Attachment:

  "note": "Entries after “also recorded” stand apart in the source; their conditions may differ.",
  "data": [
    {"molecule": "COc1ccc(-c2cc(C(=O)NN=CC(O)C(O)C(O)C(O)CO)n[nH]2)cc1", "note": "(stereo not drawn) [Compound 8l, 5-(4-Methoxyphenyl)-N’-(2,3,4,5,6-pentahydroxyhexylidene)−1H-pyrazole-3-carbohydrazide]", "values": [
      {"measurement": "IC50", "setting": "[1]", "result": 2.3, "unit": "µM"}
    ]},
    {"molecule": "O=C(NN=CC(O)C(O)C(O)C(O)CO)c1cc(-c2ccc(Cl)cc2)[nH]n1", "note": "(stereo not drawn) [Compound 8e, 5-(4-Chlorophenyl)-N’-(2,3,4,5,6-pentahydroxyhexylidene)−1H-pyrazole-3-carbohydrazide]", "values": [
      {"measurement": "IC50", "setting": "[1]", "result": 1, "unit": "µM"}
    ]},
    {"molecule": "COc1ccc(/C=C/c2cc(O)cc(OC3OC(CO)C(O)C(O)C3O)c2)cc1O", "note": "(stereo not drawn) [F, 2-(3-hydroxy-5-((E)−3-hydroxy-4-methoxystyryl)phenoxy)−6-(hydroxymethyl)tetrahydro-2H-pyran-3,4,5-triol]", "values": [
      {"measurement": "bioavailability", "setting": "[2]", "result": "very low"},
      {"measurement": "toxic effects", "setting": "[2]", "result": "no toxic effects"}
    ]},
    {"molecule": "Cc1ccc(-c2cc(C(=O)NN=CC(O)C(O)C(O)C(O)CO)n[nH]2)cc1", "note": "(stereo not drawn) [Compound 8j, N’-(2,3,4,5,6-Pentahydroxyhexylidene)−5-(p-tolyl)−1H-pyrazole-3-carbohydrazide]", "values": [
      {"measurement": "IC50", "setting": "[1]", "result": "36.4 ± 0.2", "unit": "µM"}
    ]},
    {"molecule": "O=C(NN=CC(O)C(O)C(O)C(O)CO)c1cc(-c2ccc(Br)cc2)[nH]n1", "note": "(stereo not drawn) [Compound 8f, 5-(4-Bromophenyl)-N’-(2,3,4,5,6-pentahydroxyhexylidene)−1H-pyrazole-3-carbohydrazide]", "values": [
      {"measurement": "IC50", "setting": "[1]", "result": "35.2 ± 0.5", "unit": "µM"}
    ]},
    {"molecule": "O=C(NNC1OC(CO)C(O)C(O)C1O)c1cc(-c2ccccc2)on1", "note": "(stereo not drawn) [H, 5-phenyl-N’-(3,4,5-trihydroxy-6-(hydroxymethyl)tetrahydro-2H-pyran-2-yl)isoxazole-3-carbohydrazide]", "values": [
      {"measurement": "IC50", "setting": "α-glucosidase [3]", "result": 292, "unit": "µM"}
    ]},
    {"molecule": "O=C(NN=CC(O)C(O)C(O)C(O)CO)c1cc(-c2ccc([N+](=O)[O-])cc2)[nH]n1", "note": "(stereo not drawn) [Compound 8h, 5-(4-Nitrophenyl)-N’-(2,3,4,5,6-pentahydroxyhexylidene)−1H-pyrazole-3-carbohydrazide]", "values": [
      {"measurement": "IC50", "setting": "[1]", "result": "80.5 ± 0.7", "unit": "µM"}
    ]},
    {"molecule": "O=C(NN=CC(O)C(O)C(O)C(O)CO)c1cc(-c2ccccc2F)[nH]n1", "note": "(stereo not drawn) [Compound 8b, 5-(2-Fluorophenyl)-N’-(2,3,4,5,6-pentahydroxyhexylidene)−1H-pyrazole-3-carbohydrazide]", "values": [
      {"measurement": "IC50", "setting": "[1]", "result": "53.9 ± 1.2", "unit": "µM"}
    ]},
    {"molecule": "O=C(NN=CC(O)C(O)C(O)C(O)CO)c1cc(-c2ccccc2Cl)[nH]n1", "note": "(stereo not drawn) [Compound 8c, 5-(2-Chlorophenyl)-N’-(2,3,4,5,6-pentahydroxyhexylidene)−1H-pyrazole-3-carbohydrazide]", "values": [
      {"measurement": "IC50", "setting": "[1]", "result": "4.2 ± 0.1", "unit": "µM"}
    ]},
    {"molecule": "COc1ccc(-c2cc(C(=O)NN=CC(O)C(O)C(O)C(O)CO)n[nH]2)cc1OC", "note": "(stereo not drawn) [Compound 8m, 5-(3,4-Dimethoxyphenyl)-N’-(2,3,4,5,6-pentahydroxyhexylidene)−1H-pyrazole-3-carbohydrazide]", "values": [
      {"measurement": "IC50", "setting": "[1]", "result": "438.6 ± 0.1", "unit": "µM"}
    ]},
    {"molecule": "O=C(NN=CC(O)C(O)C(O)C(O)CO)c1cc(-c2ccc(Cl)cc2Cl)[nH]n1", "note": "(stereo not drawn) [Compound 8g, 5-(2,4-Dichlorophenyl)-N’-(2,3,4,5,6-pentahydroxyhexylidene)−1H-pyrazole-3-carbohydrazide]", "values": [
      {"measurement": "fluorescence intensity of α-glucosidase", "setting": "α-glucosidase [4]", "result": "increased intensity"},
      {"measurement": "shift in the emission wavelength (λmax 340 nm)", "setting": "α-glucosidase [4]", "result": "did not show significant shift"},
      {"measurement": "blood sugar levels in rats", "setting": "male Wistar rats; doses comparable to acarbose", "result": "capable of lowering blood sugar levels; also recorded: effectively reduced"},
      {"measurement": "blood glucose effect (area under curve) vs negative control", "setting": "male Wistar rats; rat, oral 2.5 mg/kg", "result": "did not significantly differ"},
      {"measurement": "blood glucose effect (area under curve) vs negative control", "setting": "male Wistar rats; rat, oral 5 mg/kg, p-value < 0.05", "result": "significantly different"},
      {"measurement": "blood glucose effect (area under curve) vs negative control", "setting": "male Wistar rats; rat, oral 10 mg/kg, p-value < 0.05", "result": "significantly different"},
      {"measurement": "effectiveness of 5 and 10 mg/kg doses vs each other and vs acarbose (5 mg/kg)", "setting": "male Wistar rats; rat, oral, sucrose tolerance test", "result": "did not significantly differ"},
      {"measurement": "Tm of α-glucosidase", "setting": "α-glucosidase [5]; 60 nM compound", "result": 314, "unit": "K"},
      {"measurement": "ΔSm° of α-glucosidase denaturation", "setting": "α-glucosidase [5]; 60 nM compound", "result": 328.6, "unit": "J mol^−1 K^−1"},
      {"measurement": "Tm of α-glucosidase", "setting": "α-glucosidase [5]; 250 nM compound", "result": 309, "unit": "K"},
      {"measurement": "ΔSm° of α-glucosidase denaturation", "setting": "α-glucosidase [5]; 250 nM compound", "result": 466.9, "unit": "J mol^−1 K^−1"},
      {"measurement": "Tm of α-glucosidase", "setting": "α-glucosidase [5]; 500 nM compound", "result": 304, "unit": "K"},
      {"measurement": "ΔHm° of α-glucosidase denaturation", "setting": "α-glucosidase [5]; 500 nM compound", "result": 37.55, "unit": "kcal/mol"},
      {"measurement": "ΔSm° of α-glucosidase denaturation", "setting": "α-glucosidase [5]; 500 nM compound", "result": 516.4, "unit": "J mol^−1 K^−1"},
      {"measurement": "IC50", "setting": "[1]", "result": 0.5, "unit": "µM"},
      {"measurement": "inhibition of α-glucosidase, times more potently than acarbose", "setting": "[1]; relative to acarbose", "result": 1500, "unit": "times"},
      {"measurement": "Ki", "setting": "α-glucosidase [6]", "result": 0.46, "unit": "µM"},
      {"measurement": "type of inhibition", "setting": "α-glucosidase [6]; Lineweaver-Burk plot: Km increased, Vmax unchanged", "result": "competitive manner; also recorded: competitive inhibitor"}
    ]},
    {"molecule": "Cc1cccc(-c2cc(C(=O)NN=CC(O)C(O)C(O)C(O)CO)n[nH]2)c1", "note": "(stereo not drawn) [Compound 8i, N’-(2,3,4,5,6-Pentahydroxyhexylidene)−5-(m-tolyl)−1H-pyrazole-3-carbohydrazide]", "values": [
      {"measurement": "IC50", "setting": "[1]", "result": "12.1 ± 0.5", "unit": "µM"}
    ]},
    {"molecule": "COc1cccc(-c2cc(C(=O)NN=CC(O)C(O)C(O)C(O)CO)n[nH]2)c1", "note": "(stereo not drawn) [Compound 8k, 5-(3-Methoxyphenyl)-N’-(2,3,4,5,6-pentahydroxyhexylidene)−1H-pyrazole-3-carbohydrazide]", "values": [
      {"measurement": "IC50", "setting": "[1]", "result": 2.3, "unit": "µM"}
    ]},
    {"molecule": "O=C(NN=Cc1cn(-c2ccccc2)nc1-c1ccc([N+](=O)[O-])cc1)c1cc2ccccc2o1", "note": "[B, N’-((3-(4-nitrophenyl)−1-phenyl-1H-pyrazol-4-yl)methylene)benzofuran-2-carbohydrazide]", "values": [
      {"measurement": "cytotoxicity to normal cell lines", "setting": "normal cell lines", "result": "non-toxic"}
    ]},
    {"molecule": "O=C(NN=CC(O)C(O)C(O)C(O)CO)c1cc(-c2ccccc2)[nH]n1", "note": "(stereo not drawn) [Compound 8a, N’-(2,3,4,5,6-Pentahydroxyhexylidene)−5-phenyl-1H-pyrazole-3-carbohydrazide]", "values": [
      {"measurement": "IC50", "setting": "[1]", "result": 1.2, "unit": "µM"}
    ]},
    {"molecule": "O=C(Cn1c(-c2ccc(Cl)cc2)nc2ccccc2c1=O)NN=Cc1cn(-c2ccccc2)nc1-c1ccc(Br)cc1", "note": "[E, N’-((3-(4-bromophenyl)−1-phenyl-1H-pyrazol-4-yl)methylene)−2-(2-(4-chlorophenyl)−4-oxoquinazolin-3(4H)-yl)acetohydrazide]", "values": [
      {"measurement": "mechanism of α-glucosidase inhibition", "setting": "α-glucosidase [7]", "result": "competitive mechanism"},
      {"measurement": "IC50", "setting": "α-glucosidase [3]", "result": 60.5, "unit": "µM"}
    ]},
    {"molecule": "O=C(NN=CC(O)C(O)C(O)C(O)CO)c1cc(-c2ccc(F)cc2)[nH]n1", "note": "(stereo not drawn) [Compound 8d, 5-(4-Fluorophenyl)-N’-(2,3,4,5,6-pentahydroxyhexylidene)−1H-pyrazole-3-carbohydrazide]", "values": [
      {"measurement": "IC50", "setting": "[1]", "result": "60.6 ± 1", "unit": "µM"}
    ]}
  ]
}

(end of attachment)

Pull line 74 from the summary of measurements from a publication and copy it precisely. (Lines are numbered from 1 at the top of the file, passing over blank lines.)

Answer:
}